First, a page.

Id. [citations omitted]; accord Owens v. Severin, 293 Fed.Appx. 425, 425 (8th Cir. 2008) (unpublished); Hale v. Wood, 89 F.3d 840 (8th Cir. 1996) (table). Indeed, this court has held that the “first step” for a party seeking a preliminary injunction is “the establishment of a relationship between the injury claimed in the party's motion and the conduct asserted in the complaint.” Olham v. Chandler-Halford, 877 F.Supp. 1340, 1346 (N.D. Iowa 1995).

This “relationship” requirement is not limited to prisoner lawsuits. The Eleventh Circuit Court of Appeals, in a case not involving an inmate, has explained:

A preliminary injunction is always appropriate to grant intermediate relief of the same character as that which may be granted finally. A district court should not issue an injunction when the injunction in question is not of the same character, and deals with a matter lying wholly outside the issues in the suit. Here, the suit is one for damages on a claim of fraud. In his injunction [plaintiff] sought equitable relief regarding a First Amendment issue, but that relief was not of the same character that could be granted finally, and dealt with a matter that was wholly outside of the issues in the suit. The district court did not err in denying the motion for an injunction.

Kaimowitz v. Orlando, Florida, 122 F.3d 41, 43 (11th Cir. 1997) (citing De Beers Consol. Mines v. United States, 325 U.S. 212, 220 (1945)). The requirement is necessary because the purpose of a preliminary injunction is to impose a provisional remedy that will remain in place until the issues can be decided on their merits at trial. This is precisely why one of the Dataphase factors explores the probability that the movant will ultimately succeed on the merits. A preliminary injunction that bears no relationship to the events alleged in the complaint would be unworkable, as the issues giving rise to that injunction will not be addressed, let alone resolved, at trial.

Redd has failed the “first step” of the preliminary injunction analysis. His request for an injunction is based on alleged facts that are outside the scope of his complaint. A preliminary injunction concerning his place of incarceration would bear no relationship to the relief requested in his complaint. As such, I find that it is unnecessary to evaluate the Dataphase factors. I must recommend that Redd’s application for a preliminary injunction be denied.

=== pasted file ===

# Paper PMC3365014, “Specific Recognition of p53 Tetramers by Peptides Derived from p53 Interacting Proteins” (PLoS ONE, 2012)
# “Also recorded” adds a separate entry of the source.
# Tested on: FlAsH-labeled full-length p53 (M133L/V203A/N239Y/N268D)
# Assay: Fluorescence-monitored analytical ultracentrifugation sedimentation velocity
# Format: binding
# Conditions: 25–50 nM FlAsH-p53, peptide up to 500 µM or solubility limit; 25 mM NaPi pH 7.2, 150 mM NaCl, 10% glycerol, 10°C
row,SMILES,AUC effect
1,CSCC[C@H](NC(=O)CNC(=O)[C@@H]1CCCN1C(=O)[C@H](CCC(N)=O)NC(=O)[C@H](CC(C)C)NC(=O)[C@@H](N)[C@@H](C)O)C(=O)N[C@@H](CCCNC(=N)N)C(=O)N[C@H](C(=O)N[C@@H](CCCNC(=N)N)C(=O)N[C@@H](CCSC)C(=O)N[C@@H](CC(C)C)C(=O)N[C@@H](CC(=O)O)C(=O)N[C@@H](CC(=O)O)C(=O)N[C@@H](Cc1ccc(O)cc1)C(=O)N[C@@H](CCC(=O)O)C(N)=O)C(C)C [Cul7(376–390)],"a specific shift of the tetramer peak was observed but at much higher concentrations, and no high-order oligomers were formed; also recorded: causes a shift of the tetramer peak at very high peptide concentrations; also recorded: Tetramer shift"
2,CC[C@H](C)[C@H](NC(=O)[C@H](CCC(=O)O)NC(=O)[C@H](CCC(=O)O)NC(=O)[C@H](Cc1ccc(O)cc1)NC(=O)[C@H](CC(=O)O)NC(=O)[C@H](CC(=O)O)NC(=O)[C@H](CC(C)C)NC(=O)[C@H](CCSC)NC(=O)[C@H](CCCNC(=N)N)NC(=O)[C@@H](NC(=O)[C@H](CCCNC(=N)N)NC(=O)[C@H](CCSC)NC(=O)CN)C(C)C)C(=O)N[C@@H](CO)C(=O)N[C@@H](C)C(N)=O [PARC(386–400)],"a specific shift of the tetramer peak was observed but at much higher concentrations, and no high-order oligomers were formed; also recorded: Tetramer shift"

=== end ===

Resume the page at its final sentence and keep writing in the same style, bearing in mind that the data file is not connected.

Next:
In making this recommendation, I take no position as to the merits of Redd’s current allegations. It is certainly possible that one or more of the defendants have violated Redd’s constitutional rights by taking adverse action against him in retaliation for his filing of this lawsuit. Of course, it is also possible that no such retaliation has occurred. Either way, a request for a preliminary injunction in this lawsuit is not the appropriate procedural mechanism to address Redd’s allegations.

Conclusion and Recommendation

For the reasons discussed above, I RESPECTFULLY RECOMMEND that the Redd’s application (Doc. No. 26) for preliminary injunction and temporary restraining order be denied.

Objections to this Report and Recommendation in accordance with 28 U.S.C. ยง 636(b)(1) and Fed.R.Civ.P. 72(b) must be filed within fourteen (14) days of the service of a copy of this Report and Recommendation. Objections must specify the parts of the Report and Recommendation to which objections are made, as well as the parts of the record forming the basis for the objections. See Fed. R. Civ. P. 72. Failure to object to the Report and Recommendation waives the right to de novo review by the district court of any portion of the Report and Recommendation as well as the right to appeal from the findings of fact contained therein. United States v. Wise, 588 F.3d 531, 537 n.5 (8th Cir. 2009).